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Re: Y Store /Closures
On Fri, 2003-02-28 at 08:57, Sundar Narasimhan wrote:
> What is the minimal piece of Java or XML or Python that shows the same
> kind of executable step-by-step definition of a task as I gave in my post?
> Avi: You've gone from "cannot be done" to "cannot be done in as many
> lines of code". I won't take that bait, Sorry. Because the lines of
> code you are focussed on reducing is not what I (and other enterprise
> developers are focused on -- supporting the back button in the manner
> you describe is less than 5% of my use-cases).
You know, as a huge Zope lover, let me chip in my 2 cents. I think you
take another look at Avi's approach, and think about it more deeply
before dismissing it so quickly.
I can (and do) write object-oriented programs in C, but they're totally
different beast than the ones I write in C++. Similarly, I can (and do)
write functional programs in C, but they're *so much uglier* than the
ones I write in Scheme. Avi is talking about a conceptual jump as big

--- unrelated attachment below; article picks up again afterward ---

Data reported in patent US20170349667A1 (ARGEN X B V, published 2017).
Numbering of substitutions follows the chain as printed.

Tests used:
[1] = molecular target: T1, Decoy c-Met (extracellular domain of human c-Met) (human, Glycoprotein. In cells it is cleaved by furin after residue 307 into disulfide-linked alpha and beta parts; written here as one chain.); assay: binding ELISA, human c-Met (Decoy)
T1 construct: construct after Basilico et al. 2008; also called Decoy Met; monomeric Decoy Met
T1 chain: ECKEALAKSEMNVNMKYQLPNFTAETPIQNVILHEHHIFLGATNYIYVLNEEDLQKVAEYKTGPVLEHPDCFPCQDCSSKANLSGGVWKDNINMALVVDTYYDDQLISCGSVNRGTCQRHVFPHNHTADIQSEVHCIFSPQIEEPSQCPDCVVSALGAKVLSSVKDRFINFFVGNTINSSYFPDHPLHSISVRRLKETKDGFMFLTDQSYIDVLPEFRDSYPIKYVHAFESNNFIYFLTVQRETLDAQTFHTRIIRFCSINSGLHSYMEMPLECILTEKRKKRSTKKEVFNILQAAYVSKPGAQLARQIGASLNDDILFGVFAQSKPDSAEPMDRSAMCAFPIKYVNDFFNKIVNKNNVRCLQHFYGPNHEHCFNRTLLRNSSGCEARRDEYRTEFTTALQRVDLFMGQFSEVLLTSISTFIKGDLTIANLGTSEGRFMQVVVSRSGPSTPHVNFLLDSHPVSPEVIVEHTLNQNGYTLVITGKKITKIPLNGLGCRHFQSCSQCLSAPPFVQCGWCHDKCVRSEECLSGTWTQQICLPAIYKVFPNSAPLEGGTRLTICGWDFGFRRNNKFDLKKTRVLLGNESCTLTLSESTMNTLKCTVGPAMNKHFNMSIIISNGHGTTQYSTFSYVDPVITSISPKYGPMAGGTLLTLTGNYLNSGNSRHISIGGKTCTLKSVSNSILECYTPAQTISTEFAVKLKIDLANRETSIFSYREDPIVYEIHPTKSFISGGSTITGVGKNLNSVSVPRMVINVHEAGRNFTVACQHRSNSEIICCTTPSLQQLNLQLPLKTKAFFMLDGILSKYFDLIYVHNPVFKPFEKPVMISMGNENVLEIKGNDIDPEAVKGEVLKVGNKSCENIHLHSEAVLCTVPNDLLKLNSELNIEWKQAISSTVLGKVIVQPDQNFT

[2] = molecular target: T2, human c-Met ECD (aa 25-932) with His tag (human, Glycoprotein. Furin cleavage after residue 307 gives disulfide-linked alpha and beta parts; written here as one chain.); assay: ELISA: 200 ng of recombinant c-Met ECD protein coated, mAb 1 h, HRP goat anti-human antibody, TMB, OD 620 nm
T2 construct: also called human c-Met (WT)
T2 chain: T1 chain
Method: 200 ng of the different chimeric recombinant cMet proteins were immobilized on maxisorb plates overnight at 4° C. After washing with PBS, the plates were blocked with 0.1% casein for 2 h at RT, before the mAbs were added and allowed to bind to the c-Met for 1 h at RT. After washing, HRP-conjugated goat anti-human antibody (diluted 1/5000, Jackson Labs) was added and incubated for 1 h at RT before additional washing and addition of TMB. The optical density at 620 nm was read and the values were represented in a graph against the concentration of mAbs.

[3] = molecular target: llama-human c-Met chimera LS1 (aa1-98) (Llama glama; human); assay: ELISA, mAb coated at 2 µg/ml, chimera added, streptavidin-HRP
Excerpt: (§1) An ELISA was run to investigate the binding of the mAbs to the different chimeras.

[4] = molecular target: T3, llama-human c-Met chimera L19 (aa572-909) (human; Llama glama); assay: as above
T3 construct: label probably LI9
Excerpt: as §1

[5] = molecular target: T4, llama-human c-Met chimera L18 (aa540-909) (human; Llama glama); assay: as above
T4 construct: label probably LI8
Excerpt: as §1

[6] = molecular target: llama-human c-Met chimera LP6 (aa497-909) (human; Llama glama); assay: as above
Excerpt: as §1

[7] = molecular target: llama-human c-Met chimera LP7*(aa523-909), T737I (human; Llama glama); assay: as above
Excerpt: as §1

as the jump from 'goto' to structured programming, or the jump from
structured programming to object-oriented programming. It's not
something you can grok without hands-on experience.
Now, what he's talking about might not (ultimately) offer you any
benefits. Objects didn't help everyone, either. But object-orientation
wasn't just a way for C programmers to save a few "lines of code"; it
was a whole new way of thinking about designs.
I believe that (programming) languages affect the way we think, and that
design changes in programming languages can produce *radically* better
software. I may occasionally pick on language designers for having poor
FFIs, weird syntax, or intrinsically alien semantics, but that's because
I *want* the cool languages to succeed, because many of them are
Language designers rescue us from the Turing Tarpit, where everything is
possible, but nothing is easy or elegant.